By Rick Latella, Executive Managing Director & Practice Group Leader for Retail Valuation & Advisory in New York City
There continues to be many discussions centered on whether the country has become over mall’ed and over stored. With a lot of discourse going on in the retail world, the big question is whether the industry can recover from the damages that have fallen upon it – most specifically, malls, which is one of the most affected sectors.
It is reassuring to see that the skilled operators are finding ways to re-purpose big boxes which have been the traditional anchors around which malls had been built.
The retailers with the best chance of survival have a plan or a program in place for their large inventory of real estate. Strategies range widely and include downsizing existing footprints, renovating the box, subletting some of the space, closing under-performing department stores, and focusing on finding creative ways to grow the value of their properties.
The degree of industry evolution has been dramatic over the last 60+ years but it is driven by the speed of change we have seen over just the last 24 months. Back in the 50s and 60s, every major city had an iconic department store brand downtown, which was the center of the retail world for that community. Automobiles were the technological disruptor of that era as they facilitated the shift of the population to the suburbs. The changes we are witnessing today are just the natural evolution of how retailers need to adapt to changing consumer preferences. Retail is not dying—it’s the outdated and poorly merchandised concepts that are dying.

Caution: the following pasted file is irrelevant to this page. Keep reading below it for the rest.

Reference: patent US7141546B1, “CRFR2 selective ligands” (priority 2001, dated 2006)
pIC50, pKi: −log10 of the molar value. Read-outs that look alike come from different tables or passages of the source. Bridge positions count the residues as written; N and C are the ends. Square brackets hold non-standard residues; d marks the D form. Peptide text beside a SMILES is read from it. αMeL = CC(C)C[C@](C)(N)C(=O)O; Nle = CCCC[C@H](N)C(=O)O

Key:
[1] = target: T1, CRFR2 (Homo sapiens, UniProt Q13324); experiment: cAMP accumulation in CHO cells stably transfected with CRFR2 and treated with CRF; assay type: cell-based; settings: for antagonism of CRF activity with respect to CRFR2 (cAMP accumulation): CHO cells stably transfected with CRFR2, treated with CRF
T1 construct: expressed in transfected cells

Malls are finding that to stay relevant today, they really need to re-purpose the space for different types of tenants. Innovative owners are building retail with more experiences, involving food, entertainment, family–centric events and stores curated to meet the core demographic of a particular market.
Health clubs, cinemas, medical uses along with more traditional tenants such as Dick’s Sporting Goods, H&M, or Forever 21 are finding opportunities to get large blocks of space in locations that previously could not accommodate them. But the spaces are also attracting unique and interesting tenants. Medical uses, grocery stores, aquariums, government offices, not to mention the growing list of former on line only retailers such as Shinola, Warby Parker and Bonobos.
And not to go unmentioned is the proliferation of Food Halls which seemingly every major mall in country is proposing or vying for.
Being able to adapt quickly to their ever changing environment is a necessity for any retailer today hoping to be successful. Think out of the box and embracing today’s new generation of tenants is definitely one way to help grow the value of these large boxes and re-purpose them for another generation of users. The established rules of space usage no longer applies in the new world of retail. Store locations should be carefully evaluated and should be a natural extension of the brand. The challenge to change is dwarfed by the opportunity for success.
To view Rick Latella’s Video Interview from “Live at RECon 2017!” CLICK HERE.
Rick Latella is Executive Managing Director & Practice Group Leader for Retail Valuation & Advisory in New York City